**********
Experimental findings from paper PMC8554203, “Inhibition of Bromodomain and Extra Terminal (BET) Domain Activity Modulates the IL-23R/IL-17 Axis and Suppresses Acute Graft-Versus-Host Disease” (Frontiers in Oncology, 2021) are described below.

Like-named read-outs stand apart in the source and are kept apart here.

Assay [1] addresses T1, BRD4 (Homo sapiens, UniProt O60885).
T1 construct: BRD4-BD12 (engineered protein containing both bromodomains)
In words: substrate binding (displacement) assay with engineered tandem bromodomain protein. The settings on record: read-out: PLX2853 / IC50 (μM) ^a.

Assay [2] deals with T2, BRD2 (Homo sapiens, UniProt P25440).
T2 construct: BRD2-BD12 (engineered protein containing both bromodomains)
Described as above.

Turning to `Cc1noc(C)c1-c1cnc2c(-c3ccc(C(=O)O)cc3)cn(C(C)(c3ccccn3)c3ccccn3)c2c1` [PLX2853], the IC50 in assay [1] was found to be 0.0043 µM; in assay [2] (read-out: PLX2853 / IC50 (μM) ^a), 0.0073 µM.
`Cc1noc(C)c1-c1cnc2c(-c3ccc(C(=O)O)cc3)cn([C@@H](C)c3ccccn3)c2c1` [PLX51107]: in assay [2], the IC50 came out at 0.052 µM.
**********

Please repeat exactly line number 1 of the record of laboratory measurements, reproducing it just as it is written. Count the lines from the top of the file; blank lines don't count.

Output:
Experimental findings from paper PMC8554203, “Inhibition of Bromodomain and Extra Terminal (BET) Domain Activity Modulates the IL-23R/IL-17 Axis and Suppresses Acute Graft-Versus-Host Disease” (Frontiers in Oncology, 2021) are described below.